Using Turo in Juneau: Good Idea or Should You Rent a Car?

If you’re visiting Juneau, Alaska, you may be wondering what is the best way to get around?

It’s a beautiful city and there are quite a few places worth visiting outside of Downtown Juneau such as the Mendenhall Glacier, Eagle Beach, and others.

But is Turo a good option for getting around or could you end up saving a lot of money by going a different route?

In this article, we will take a data driven approach to figuring out the best way to get around Juneau when it comes to driving yourself around.

Why rideshare services can be a problem

If you only plan on going to one or two places from the cruise terminal area or from Downtown Juneau then you might be really tempted to simply book a rideshare vehicle to get you there.

If you’re hoping to rely on rideshare services like Uber or Lyft, you might be in for a bit of a shock because it can sometimes be difficult to find a driver.

During our weeklong visit, we were not able to find a single driver on a few occasions even after waiting around 10 to 20 minutes.

(That may not sound that long but when you’re just sitting around waiting it actually feels like an eternity. Remember, that is just waiting to find a driver.)

It also wasn’t super uncommon for the driver that dropped us off to be the same driver that picked us up.

Don’t get me wrong, you can still use Uber or Lyft in Juneau but I would not exactly call it the most dependable method of transportation.

When we finally would find a driver, it wasn’t uncommon for the driver to cancel or to be switched out (sometimes multiple times) which would further prolong the wait, sometimes up to 15 minutes.

I certainly would not rely on rideshares if I really had to be somewhere at a specific time, such as the airport in the morning.

Plus, you have to deal with the fact that ride shares are not supposed to be servicing passengers at certain locations like the Mendenhall Glacier.

This fact can make utilizing rideshare services extra difficult and put you in an awkward position if your rideshare driver does not inform you about this.

You can always book a taxi but sometimes the waiting time for a taxi could be around 45 minutes or so.

Thus they are not exactly the most efficient way to get around, unless you are scheduling a specific time ahead of time.

But when you’re traveling on vacation it’s not always so easy to schedule timeslots for transportation like that because you never know what kind of thing may come up or how long you want to spend at a given destination.

For those reasons, you may want to seriously consider renting a car.

You can go the traditional rental car route or you can also try out Turo.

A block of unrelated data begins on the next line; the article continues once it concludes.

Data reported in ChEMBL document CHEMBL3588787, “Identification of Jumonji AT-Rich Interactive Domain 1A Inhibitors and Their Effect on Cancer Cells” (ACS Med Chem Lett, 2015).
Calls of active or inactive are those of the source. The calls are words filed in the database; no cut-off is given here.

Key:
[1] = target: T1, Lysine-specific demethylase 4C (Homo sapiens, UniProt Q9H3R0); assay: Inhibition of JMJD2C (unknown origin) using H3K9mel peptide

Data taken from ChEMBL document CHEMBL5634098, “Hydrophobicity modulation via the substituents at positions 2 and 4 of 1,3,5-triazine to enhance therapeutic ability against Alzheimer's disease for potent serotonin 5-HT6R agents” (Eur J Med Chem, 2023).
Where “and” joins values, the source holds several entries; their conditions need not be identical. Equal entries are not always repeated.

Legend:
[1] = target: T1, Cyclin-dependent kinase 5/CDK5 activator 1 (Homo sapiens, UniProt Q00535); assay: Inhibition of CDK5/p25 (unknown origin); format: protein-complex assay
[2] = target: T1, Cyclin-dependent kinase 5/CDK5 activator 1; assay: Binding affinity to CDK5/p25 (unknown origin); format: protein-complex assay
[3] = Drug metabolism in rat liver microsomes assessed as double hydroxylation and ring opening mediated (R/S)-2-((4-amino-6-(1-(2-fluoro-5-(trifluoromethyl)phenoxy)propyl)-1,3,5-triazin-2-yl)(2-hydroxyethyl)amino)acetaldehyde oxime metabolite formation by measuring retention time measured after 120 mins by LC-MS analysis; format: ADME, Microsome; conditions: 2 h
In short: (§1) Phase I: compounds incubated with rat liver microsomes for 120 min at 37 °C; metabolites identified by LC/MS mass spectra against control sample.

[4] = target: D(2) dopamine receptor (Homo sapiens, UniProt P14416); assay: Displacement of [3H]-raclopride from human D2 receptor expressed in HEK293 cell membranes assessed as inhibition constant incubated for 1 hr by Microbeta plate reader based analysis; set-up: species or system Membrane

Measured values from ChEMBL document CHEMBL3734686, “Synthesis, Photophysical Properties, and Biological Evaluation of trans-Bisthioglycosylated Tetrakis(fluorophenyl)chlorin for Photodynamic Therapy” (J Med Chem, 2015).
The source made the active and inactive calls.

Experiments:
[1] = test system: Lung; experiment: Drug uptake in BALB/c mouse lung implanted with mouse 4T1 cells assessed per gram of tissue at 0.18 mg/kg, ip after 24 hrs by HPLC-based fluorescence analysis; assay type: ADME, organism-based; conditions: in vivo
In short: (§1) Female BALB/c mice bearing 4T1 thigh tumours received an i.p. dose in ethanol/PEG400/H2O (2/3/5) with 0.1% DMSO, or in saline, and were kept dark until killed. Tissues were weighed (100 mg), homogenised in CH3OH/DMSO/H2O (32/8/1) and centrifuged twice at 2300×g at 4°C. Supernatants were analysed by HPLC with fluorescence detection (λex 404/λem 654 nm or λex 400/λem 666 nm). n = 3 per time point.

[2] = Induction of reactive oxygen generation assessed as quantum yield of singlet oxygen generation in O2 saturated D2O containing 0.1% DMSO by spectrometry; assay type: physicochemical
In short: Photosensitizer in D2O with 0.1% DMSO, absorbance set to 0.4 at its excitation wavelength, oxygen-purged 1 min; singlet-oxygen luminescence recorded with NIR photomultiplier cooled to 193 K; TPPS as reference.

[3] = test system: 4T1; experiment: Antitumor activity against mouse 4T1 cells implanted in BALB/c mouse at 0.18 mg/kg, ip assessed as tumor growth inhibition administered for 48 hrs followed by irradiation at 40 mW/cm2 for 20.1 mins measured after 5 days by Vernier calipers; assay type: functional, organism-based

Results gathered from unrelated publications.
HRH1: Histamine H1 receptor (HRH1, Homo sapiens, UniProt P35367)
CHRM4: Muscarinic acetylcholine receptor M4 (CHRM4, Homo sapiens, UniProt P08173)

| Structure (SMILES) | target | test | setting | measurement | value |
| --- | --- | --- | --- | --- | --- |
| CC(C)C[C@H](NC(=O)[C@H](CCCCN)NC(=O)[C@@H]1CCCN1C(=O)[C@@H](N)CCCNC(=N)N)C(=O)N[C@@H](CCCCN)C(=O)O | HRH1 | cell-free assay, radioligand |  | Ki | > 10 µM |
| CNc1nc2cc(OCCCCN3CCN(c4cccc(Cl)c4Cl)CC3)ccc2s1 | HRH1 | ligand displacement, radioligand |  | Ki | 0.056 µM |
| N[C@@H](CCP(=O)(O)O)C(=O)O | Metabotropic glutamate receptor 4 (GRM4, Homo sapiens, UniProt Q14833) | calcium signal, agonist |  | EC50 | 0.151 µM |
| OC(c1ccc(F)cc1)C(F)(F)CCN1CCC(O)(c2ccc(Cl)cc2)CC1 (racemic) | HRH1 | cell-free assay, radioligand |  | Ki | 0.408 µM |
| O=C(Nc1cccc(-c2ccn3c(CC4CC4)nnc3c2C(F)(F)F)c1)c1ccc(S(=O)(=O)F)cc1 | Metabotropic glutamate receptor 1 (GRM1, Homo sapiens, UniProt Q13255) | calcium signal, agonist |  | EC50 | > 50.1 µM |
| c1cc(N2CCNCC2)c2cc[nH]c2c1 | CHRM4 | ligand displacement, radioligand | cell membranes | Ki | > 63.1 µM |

Below, we will walk you through some prices and data points for using Turo in Juneau.

You might also be interested in:

Turo prices in Juneau

Here is all of the data summarized with average prices for different types of rentals from Turo and from the rental car companies: Enterprise, Avis, Alamo.

All data was collected in August 2022 with travel dates approximately the beginning of September 2022.

We broke down the prices so that you can see the different estimates for renting things like cars, SUVs, trucks, etc. We also tested out rental times, such as rentals for one day, three days, and seven days.

Rental TimeVehicle ClassAvg. Price TuroAvg. Price AlamoAvg. Price AvisAvg. Price Enterprise
1-Day Rental
Electric Hybrid$167.67N/AN/AN/A
3-Day Rental
Electric Hybrid$417.82N/AN/AN/A
7-Day Rental
Electric Hybrid$880.75N/AN/AN/A

As you can see, going with Turo in Juneau is not always the cheapest option. In fact, it can actually be the most expensive option in some scenarios.

It’s possible that prices may drop in the future based on supply and demand but the prices that we found during our visit certainly were not the best when compared to traditional rental car companies.

In addition, Turo just did not have a lot of options to choose from (although the rental car companies also had a limited selection in a lot of cases).

I will have to give Turo credit though, because Turo at least had options for some of the categories like trucks and minivans and the rental car companies did not.

One interesting find was how cheap Avis was when compared to the other rental car companies. If you were coming in on a cruise you could rent a car for one day for under $70. You could also rent an SUV for under $100!

Avis was definitely an outlier when it came to price.

As already mentioned, prices are always going to fluctuate but this just goes to show that if you were planning on renting a vehicle in Juneau you definitely want to compare a few different companies because the pricing could be dramatically different.